By Beth Graddon-Hodgson
It doesn’t matter how you are or what you are writing about, at some point, you are going to fall under scrutiny for something that you did or didn’t say, or about the style of your writing. Sometimes when you’re a writer, it may be your client that questions your choices. But, more often than not, the scrutiny comes from your readers. We’ve talked about dealing with criticism before on a larger scale; this time, we’ll focus on exactly what you should ask yourself before you decide how to deal with that criticism.
On Monday I talked about why agencies need to be better listeners. It seemed to spark some interest in readers and I found myself critiquing my own listening skills all week. Guess what? I think I'm pretty poor at it too and it's something I'm going to work on - I still interrupt people too much. (Especially after a bunch of coffee. )
We get so much inbound information from social media, email, regular media, etc that I think we've lost some of our ability to listen. (According to audiologists, we've also lost a lot of our hearing from MP3 players and concerts too) I found this great outline of "how to listen" from a rather obscure but well written blog by Michael Hanson. Michael, if you're reading this thanks!
Okay, here’s the thing – let me start off by saying I can’t provide you with a total ‘how to guide’ of what to do to evolve your blog content. Keeping a captive audience is far more complex than even the approach that you use when you’re starting your blog. Every blog is going to be different as every readership is going to be different. What I can give you is some tips based on my own experience in evolving content in a way that will help you reach your goals with your blog and with your business. Here they are:
I was in a meeting a couple weeks ago with a bigger agency for whom I occasionally do work as a subcontractor. As I sat there, listening to them talk to their client it occurred to me that public relations and advertising agencies make the same mistake salespeople do. They don't understand that the most powerful meeting in the world is one in which they really listen to their clients.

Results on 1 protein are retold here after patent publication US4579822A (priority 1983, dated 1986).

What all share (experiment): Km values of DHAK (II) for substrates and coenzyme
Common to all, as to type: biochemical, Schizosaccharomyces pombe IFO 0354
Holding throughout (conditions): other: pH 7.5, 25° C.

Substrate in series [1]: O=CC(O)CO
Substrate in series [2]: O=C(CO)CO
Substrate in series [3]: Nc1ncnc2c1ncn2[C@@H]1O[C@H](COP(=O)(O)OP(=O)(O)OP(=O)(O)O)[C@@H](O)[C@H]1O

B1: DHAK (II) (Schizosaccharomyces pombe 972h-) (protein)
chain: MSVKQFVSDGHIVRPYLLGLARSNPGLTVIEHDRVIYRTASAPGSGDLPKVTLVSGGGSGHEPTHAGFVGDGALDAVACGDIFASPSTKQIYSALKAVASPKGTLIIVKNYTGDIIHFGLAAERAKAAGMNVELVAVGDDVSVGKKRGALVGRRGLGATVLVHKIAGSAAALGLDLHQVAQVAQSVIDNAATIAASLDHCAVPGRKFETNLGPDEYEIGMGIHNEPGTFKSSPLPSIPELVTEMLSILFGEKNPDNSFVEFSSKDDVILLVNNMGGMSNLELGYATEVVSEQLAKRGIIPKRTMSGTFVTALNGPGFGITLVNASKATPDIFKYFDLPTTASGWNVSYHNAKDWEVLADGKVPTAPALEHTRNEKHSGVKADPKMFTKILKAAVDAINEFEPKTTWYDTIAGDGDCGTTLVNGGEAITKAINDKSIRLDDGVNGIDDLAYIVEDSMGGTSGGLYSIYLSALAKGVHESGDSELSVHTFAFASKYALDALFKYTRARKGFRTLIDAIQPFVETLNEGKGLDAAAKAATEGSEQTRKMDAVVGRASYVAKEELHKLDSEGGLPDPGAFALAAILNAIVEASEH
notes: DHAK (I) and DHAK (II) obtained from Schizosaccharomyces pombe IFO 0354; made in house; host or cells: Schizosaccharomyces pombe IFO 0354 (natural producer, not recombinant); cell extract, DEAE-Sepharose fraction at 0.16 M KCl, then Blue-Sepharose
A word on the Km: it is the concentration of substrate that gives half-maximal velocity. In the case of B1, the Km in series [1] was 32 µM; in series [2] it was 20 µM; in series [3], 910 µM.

Then, another potential client asked me if I minded being called a publicist. I asked why, and apparently they had just met with a PR agency that told them they were no longer publicists...they were storytellers.
With these columns, we focus a lot on tips that help you get your blog started – things that will help you generate that readership, get them to engage and so on. It isn’t often that I talk about what happens AFTER you’ve got a captive audience available and how it should change your content. Like anything good you do in life, your blog content needs to evolve. Once you’ve got that interest of readers, you need to keep it, and evolving your content is the only way that will happen.
To help you better understand what I am going to explain (in my next post) with regards to content for highly established blogs, let’s look at what I typically suggest you do with a blog that is just getting started.
On Thursday, I"ll start a small series on taking your message to a national level - what it takes and how to get there. But first, let's look at the three biggest obstacles to gaining national recognition.
I work with a lot of business owners, authors, entrepreneurs and others who are quite well-known in their local markets. Virtually all of them dream of creating a national platform at some point. And some of them do make it, like my friend Michael Schneider who is well on his way as a travel expert.
Others do not. And I have to say that I can spot them almost immediately. There are three reasons why people do not (and cannot) move to the next level. Here they are:
As many businesses grow, the hassle of managing employees grows along with it. Two of the hardest groups to manage for me were outbound sales and customer service. In the technology industry in the 1990's (which is where my management career started and ended) had few processes developed for inbound and outbound calls. In a small business, your "super admins" end up dealing with most of these things and often get burned out.
Many, many call centers existing in the United States that are affordable, well-managed and easy to integrate into your business. It's not all the stereotypical Indian or Malaysian call center that we've all come to dread. If you're overwhelmed because you've got more business than you can handle, you might want to consider outsourcing call centers as an option. But just what do they do?